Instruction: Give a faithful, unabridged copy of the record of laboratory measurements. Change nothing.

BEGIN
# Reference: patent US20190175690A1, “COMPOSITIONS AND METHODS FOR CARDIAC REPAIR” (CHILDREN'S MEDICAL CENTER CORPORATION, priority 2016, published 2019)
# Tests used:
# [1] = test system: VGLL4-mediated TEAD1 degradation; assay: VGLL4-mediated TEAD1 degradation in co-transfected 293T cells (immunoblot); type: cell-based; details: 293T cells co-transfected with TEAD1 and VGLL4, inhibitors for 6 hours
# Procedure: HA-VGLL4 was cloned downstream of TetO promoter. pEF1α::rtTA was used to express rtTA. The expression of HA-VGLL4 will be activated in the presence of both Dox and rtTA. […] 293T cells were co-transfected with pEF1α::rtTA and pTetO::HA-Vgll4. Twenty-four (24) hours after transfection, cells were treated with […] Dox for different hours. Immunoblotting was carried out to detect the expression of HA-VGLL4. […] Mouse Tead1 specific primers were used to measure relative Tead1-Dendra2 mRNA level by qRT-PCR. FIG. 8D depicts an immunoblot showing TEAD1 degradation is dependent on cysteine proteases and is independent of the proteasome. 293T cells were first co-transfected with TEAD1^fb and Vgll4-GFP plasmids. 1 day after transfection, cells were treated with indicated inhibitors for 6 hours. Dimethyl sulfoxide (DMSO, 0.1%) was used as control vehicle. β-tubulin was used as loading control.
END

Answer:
# Reference: patent US20190175690A1, “COMPOSITIONS AND METHODS FOR CARDIAC REPAIR” (CHILDREN'S MEDICAL CENTER CORPORATION, priority 2016, published 2019)
# Tests used:
# [1] = test system: VGLL4-mediated TEAD1 degradation; assay: VGLL4-mediated TEAD1 degradation in co-transfected 293T cells (immunoblot); type: cell-based; details: 293T cells co-transfected with TEAD1 and VGLL4, inhibitors for 6 hours
# Procedure: HA-VGLL4 was cloned downstream of TetO promoter. pEF1α::rtTA was used to express rtTA. The expression of HA-VGLL4 will be activated in the presence of both Dox and rtTA. […] 293T cells were co-transfected with pEF1α::rtTA and pTetO::HA-Vgll4. Twenty-four (24) hours after transfection, cells were treated with […] Dox for different hours. Immunoblotting was carried out to detect the expression of HA-VGLL4. […] Mouse Tead1 specific primers were used to measure relative Tead1-Dendra2 mRNA level by qRT-PCR. FIG. 8D depicts an immunoblot showing TEAD1 degradation is dependent on cysteine proteases and is independent of the proteasome. 293T cells were first co-transfected with TEAD1^fb and Vgll4-GFP plasmids. 1 day after transfection, cells were treated with indicated inhibitors for 6 hours. Dimethyl sulfoxide (DMSO, 0.1%) was used as control vehicle. β-tubulin was used as loading control.